JOHNSON COUNTY– A fairly recent trend has brought tax savings to some apartment owners, and local governments are worried about the potential impact to their own bottom lines.
Iowa City Assessor Dennis Baldridge and Johnson County Assessor Bill Greazel attended a joint meeting of local governments last week to warn them of the potential tax loss when building owners convert their apartment buildings to cooperatives, in order to change a building’s tax classification from commercial to residential. Residential properties are subject to a statewide tax rollback, so owners pay taxes on only 48 percent of a property’s assessed value. Commercial properties are taxed on 100 percent of the valuation.
According to information passed out to the assembly last Wednesday, Aug. 24, if all of Iowa City’s current apartment buildings converted to co-ops to be classified as residential, it would mean a total tax loss of $7.55 million to the taxing entities of Iowa City, Johnson County, the Iowa City Community School District, Kirkwood Community College, the Iowa City Assessor, the Ag Extension Council and the State of Iowa.
North Liberty’s current inventory of commercial apartment properties are valued at approximately $10 million to $11 million, said Greazel.
“If all of them would go co-op, divide that about in half. That would be your loss in (tax) basis.”
According to North Liberty Building Code official Tom Palmer, as of yet, the City of North Liberty has received no requests for conversion to cooperative status.
The financial finagling gained momentum after a state Supreme Court decision handed down in July backed the housing cooperatives in one Jasper County case.
In Krupp Place 1 Co-op, Inc. and Krupp Place 2 Co-op, Inc, v. the Board of Review of Jasper County, the Supreme Court confirmed earlier decisions by district and appellate courts that the multi-unit apartment buildings should be classified as residential cooperatives, and taxed as residential property. The two members of the cooperatives, Larry and Connie Krupp, were allowed to sublease the 24 units of the buildings, and were not required to reside in the buildings themselves.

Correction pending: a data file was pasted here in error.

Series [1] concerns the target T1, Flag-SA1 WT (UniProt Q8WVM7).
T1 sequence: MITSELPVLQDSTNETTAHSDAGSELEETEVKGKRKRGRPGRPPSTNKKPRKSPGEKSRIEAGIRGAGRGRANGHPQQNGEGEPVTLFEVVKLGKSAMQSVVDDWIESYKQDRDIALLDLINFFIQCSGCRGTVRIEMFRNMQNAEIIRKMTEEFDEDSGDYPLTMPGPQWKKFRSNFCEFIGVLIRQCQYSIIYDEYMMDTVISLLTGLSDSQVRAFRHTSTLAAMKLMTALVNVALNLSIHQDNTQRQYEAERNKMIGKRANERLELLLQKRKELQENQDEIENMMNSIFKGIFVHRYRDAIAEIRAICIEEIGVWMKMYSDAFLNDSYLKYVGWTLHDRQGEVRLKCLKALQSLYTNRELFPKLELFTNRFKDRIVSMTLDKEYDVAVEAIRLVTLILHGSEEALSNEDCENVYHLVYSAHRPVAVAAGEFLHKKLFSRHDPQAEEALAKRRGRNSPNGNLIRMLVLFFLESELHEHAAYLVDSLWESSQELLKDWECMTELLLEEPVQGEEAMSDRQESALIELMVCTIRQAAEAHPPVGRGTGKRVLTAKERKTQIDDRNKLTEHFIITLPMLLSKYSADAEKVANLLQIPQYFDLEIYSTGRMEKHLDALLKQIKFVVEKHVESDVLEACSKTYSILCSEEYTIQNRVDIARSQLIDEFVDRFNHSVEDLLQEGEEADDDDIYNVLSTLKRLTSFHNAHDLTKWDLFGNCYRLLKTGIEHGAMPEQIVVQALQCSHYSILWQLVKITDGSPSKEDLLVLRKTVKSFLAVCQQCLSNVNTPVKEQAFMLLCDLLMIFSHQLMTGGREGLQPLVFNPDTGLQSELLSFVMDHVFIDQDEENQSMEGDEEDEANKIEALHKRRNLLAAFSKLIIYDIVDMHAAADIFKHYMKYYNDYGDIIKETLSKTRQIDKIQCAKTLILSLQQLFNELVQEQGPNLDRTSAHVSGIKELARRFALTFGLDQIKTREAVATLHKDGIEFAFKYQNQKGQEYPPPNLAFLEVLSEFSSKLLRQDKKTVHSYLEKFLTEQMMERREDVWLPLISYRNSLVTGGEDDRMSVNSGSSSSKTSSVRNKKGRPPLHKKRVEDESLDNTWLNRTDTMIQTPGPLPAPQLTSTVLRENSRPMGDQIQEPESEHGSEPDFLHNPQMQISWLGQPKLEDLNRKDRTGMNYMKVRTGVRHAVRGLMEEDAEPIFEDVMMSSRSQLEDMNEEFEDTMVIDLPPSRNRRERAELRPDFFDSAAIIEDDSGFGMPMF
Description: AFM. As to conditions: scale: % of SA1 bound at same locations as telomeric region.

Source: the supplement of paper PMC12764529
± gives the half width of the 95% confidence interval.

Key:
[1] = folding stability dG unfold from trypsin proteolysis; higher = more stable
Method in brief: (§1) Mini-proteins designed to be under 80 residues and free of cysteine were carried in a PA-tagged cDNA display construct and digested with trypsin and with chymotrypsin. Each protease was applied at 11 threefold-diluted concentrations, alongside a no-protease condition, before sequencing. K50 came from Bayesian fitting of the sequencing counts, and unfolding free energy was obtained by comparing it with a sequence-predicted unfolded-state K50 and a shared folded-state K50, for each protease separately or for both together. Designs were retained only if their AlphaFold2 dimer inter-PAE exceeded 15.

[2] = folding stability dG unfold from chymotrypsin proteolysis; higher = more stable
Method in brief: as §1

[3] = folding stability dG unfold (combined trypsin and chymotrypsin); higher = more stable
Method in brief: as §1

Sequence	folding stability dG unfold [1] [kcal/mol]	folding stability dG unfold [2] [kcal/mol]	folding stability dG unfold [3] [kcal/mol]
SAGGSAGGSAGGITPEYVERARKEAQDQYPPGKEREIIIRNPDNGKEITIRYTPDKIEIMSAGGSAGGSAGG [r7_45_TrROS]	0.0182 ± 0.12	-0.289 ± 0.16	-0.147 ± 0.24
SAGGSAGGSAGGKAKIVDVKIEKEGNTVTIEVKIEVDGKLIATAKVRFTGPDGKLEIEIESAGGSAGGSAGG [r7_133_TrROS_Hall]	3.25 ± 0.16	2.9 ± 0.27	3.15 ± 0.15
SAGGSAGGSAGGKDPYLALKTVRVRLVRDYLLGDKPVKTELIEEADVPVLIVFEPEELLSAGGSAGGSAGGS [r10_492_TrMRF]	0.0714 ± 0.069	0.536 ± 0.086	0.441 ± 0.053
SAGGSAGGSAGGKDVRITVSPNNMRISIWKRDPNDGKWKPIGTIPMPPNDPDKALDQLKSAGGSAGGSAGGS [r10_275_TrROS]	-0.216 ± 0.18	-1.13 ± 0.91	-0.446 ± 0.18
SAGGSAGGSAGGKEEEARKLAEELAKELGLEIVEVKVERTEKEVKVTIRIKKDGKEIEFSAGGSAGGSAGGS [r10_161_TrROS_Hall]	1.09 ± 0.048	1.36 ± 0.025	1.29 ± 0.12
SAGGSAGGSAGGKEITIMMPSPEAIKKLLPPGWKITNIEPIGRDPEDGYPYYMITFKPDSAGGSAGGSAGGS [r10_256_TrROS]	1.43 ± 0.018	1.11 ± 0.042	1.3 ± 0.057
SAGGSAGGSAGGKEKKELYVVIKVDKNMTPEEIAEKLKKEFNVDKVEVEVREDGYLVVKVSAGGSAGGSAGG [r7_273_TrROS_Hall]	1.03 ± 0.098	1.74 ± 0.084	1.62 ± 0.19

Iowa Code chapter 499A allows two or more persons to organize themselves into residential cooperatives. It’s a fairly simple process, said Greazel.
“All you have to do is file a one-and-a-half page [form] saying you are a co-op,” he told the government representatives assembled last week.
Apartment owners find converting to co-op status easier than converting to condominiums, because, unlike condos, cooperatives do not have to comply with certain municipal, county or state building codes.
North Liberty City Council member Terry Donahue finds that provision particularly troubling.
“To make co-ops out of older apartment buildings, and to not have to meet fire codes to protect the general public from hazards, conveys that personal gain is substantially more important than people,” Donahue said in an email communication.
Whether or not everybody will convert to co-ops is still in question, Greazel said. “We don’t know how many people will do it.”
Johnson County Supervisor Janelle Rettig said that kind of unknown could hamper local governments during their annual budgeting process.
“It is a budgeting issue for everyone to think about, because you are going to have to make some sort of prediction about what percentage of these properties will convert to co-ops,” said Rettig.
Greazel encouraged the councilors, school board members, administrators and mayors in attendance to contact their local legislators about the issue.
“My caveat to you would be, if you’re not talking to your legislators about this, next year commercial property tax is going to be a hot item, be sure you contact them and give some input on the front end…because that’s going to have a really significant impact,” said Greazel.
Donahue agreed that it is the city’s role to monitor the issue closely, particularly as it applies to neighboring Iowa City, which has more older housing stock that continues to turn private homes into apartments for the student population.
“This has not been a very visible matter for North Liberty per se, but now the implications are there that it could be,” Donahue said.
Donahue added that North Liberty officials should seek to be better educated on the Supreme Court’s decision, suggesting local assessors might even hold an in-depth workshop on the matter for local governments.
“The city needs a better understanding of what properties are possibly affected, or could be affected, by this ruling,” Donahue said.